This relationship between femininity and identity and how it is used to survive in a man's world, is something that has played out across history. Elizabeth I did it.  Queen Victoria did it.  Even Margaret Thatcher did it.  And now we look at how Augusta and Baby Doe did it.

Augusta finds her voice in a man’s world by taking the woman's traditional role as a home maker and spinning it into a business that amasses the family a good nest egg.  In doing so, she becomes a female entrepreneur and ultimately, a pioneering woman.  But there is a cost. In order to survive, Augusta has no other choice than to get down and dirty - smashing rocks to build a home, farming with her bare hands and climbing mountains to find a home. To put it another way, this middle class woman with middle class sensibilities rolls up her sleeves and does the work of a working class man. As a result of using her body like a workhorse, her soft facial features become hard and pointed whilst her slender female hands twist and crack through years of labor.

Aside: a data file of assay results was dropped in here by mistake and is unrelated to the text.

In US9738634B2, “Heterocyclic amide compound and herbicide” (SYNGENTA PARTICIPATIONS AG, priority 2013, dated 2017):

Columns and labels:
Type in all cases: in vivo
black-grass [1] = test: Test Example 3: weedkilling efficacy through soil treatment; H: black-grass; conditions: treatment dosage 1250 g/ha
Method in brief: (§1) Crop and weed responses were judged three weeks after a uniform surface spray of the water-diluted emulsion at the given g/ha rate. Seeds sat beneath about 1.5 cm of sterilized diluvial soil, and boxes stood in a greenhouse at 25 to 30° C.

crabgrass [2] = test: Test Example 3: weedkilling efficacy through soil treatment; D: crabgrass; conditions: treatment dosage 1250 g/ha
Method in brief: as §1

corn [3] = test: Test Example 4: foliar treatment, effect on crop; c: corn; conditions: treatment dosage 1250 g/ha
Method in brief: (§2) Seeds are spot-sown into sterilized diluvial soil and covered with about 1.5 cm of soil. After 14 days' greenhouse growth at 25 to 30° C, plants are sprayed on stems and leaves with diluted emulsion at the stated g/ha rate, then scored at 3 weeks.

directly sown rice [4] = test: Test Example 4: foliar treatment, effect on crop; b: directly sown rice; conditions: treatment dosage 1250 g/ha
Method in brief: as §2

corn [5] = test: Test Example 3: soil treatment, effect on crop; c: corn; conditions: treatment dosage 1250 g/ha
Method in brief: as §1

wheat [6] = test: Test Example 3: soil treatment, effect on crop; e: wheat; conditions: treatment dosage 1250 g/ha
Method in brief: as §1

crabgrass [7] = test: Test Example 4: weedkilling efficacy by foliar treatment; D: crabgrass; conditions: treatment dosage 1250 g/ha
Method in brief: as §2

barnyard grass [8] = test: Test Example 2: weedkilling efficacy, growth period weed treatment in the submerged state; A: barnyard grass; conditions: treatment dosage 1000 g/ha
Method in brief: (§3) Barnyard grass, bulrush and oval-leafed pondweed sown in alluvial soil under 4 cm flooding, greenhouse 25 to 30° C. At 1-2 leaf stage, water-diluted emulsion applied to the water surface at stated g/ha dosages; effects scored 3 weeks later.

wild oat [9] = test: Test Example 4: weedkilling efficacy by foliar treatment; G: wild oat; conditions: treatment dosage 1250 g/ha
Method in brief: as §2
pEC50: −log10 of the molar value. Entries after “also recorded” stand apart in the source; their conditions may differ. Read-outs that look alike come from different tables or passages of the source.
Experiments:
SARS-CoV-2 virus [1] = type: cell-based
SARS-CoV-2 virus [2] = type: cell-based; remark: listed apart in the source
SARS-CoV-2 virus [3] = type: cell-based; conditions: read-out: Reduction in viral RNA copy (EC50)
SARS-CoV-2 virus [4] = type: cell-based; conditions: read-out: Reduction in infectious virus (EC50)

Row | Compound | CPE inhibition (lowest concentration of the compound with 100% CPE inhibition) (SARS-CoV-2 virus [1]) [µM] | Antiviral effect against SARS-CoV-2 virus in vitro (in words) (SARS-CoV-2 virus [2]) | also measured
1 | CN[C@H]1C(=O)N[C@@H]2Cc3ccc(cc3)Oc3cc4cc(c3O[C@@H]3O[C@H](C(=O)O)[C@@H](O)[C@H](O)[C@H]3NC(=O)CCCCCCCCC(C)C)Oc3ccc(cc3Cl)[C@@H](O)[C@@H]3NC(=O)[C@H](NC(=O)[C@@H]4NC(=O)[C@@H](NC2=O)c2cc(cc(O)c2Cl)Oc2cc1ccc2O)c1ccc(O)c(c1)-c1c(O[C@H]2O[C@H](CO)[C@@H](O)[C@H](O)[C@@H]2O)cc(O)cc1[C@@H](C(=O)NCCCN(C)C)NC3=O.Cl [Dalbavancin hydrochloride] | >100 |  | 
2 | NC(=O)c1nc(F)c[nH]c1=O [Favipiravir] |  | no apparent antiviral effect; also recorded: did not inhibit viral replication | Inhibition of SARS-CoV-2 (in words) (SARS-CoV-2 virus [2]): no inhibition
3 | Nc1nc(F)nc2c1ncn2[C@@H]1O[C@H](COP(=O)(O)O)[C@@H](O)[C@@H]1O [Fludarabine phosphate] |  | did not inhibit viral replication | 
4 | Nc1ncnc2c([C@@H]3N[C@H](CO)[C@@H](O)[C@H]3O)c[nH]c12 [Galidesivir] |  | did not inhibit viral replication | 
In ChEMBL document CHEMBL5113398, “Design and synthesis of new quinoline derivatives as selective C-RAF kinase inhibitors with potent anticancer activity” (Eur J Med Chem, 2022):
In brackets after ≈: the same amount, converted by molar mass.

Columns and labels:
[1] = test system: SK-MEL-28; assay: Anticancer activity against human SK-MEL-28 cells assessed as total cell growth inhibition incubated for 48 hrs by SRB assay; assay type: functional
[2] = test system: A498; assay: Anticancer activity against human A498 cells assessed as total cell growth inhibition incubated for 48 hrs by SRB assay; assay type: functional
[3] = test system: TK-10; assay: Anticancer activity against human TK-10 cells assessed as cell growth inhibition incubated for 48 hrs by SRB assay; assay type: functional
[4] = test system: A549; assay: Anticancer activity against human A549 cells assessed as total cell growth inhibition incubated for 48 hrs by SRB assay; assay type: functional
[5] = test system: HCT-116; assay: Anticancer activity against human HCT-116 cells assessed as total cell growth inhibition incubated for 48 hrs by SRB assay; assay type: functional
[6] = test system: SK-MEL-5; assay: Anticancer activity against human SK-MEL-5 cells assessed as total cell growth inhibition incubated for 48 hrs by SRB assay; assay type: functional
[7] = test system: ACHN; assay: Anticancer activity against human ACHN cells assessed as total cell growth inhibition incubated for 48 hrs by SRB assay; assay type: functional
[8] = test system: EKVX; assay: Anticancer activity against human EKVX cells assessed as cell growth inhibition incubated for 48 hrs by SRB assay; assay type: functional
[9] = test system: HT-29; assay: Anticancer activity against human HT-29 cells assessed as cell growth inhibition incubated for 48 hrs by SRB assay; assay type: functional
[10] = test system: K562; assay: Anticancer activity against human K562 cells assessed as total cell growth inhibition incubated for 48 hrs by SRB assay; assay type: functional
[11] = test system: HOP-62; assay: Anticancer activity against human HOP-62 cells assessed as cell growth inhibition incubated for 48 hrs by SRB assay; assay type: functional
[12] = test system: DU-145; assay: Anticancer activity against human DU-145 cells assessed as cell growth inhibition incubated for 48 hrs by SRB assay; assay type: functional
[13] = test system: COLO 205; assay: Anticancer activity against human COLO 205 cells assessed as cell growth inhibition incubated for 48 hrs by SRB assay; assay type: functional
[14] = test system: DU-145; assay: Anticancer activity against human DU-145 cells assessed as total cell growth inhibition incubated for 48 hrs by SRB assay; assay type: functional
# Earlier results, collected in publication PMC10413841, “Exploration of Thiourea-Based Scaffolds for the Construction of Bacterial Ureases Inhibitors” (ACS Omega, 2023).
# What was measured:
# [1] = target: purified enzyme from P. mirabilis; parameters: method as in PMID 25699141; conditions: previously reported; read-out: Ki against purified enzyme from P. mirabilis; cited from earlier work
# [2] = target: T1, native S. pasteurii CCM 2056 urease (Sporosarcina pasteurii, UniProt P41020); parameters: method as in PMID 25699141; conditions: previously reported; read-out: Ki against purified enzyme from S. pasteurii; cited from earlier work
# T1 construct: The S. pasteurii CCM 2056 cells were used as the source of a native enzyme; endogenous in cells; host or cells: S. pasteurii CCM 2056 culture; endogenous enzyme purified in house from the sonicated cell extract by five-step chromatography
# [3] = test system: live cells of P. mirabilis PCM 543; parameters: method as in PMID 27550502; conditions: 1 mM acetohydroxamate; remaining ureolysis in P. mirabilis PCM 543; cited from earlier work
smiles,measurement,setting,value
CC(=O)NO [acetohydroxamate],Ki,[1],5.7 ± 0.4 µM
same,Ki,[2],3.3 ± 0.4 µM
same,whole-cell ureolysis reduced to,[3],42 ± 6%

In contrast, Baby Doe finds her voice in a man's world by being the nineteenth century's ideal of a real woman. Unlike Augusta, her skin is soft, her hands are slender and her youth and fertility light up the Denver streets. But she too has had her lot to bear; an abusive marriage, a divorce and the tragedy of her stillborn baby boy must have taken their toll on how she felt as a woman. Her mother told her that she deserved a man 'so rich, so powerful who could give her anything and make her like a princess.' By the time she arrives in Leadville in 1880, Baby Doe isn't really living up to the expectations of her mother's grooming. Indeed, she's in minus figures. So when Horace and Baby Doe meet, they legitimise each other.  Baby Does makes Horace feel the hero, and he makes Baby Doe feel a princess.